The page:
The list of breaking changes are:

  • Removed PostCreateContext. This method had HostingApplication.Context as the parameter to allow the context to be customized.
  • Added PostMarshallHttpAuthenticationFeature. Allows subclasses to customize the ClaimsPrincipal for the incoming request.
  • Added PostMarshallItemsFeatureFeature. Allows subclasses to customize what is added to the Items collection of the HttpContext for the incoming request.

Additionally the Items collection on HttpContext has been changed to return null when attempting to get a value that does not exist. This was done to match the behavior of ASP.NET Core requests coming from Kestrel.

How do you enable Lambda for an ASP.NET Core 3.0 project?

There are 6 steps to take an existing ASP.NET Core 3.0 project and get it ready to deploy to Lambda. These steps will not affect how the ASP.NET Core project runs locally so you can still easily build and debug your project like any other ASP.NET Core project. In the examples below you will see references to the namespace CustomRuntimeAspNetCore30. This is the namespace of my sample project that you should replace that with the namespace of your ASP.NET Core project. Lets take a look at the 6 steps.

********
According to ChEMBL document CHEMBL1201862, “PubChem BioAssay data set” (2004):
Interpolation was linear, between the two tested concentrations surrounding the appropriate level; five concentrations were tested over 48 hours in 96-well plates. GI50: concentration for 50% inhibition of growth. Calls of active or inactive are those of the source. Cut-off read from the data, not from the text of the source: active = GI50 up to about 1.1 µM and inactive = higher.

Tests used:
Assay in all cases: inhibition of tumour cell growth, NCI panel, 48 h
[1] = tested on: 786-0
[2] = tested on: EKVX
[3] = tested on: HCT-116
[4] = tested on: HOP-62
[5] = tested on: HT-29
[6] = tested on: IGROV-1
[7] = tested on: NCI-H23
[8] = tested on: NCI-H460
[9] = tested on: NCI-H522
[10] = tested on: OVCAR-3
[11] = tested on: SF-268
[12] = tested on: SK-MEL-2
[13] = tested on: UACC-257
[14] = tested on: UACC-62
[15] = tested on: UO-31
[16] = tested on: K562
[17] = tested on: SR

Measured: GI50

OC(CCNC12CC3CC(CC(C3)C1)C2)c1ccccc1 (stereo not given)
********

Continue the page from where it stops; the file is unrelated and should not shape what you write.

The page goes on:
1. Add NuGet packages.

There are 2 NuGet packages that need to be included. The first is Amazon.Lambda.AspNetCoreServer which provides the functionality to convert API Gateway’s request and responses to ASP.NET Core’s request and responses. The second package is Amazon.Lambda.RuntimeSupport which provides support for using custom .NET Core Lambda runtimes in Lambda.

2. Add Lambda entry point.

Add a class typically called LambdaEntryPoint that will be a subclass of the Lambda function defined in Amazon.Lambda.AspNetCoreServer.


using System;
using System.Collections.Generic;
using System.Linq;
using System.Net;
using System.Threading.Tasks;
using Microsoft.AspNetCore.Hosting;
using System.IO;

namespace CustomRuntimeAspNetCore30
{
    public class LambdaEntryPoint :
        // When using an ELB's Application Load Balancer as the event source change 
        // the base class to Amazon.Lambda.AspNetCoreServer.ApplicationLoadBalancerFunction
        Amazon.Lambda.AspNetCoreServer.APIGatewayProxyFunction
    {
        /// <summary>